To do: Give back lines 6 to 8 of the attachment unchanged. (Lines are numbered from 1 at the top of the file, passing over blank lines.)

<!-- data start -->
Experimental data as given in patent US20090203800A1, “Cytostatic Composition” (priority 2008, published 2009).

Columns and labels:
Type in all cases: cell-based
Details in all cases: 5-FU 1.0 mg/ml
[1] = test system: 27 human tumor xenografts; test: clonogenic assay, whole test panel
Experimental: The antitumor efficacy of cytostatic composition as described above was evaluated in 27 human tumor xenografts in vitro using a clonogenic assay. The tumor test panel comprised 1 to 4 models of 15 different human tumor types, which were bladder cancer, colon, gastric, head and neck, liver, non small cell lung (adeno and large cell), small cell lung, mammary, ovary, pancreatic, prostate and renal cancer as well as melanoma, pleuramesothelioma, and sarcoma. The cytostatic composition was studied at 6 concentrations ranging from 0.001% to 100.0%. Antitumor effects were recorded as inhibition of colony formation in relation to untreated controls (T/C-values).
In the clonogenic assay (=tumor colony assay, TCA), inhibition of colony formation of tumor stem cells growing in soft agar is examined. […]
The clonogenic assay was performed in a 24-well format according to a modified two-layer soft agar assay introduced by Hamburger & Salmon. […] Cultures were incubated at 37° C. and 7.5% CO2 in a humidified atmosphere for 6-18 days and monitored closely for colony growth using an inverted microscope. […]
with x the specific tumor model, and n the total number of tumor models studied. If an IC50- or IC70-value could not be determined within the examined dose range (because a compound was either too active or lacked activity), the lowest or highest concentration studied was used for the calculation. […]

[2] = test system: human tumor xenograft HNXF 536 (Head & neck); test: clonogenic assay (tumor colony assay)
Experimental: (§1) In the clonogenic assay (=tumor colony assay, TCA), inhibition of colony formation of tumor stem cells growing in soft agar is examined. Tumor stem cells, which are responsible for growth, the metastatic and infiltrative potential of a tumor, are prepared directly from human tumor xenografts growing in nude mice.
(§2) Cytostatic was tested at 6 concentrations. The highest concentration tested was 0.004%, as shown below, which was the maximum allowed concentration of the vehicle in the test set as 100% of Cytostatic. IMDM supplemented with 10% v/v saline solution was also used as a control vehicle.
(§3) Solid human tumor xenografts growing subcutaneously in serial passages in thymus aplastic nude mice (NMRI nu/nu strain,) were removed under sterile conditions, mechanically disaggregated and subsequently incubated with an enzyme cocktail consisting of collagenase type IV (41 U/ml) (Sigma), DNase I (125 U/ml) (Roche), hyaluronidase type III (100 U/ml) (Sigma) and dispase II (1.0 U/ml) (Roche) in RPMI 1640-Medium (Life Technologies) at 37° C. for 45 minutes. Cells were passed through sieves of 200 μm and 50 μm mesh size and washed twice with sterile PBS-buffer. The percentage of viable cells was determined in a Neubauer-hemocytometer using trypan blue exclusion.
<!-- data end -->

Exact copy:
Experimental: The antitumor efficacy of cytostatic composition as described above was evaluated in 27 human tumor xenografts in vitro using a clonogenic assay. The tumor test panel comprised 1 to 4 models of 15 different human tumor types, which were bladder cancer, colon, gastric, head and neck, liver, non small cell lung (adeno and large cell), small cell lung, mammary, ovary, pancreatic, prostate and renal cancer as well as melanoma, pleuramesothelioma, and sarcoma. The cytostatic composition was studied at 6 concentrations ranging from 0.001% to 100.0%. Antitumor effects were recorded as inhibition of colony formation in relation to untreated controls (T/C-values).
In the clonogenic assay (=tumor colony assay, TCA), inhibition of colony formation of tumor stem cells growing in soft agar is examined. […]
The clonogenic assay was performed in a 24-well format according to a modified two-layer soft agar assay introduced by Hamburger & Salmon. […] Cultures were incubated at 37° C. and 7.5% CO2 in a humidified atmosphere for 6-18 days and monitored closely for colony growth using an inverted microscope. […]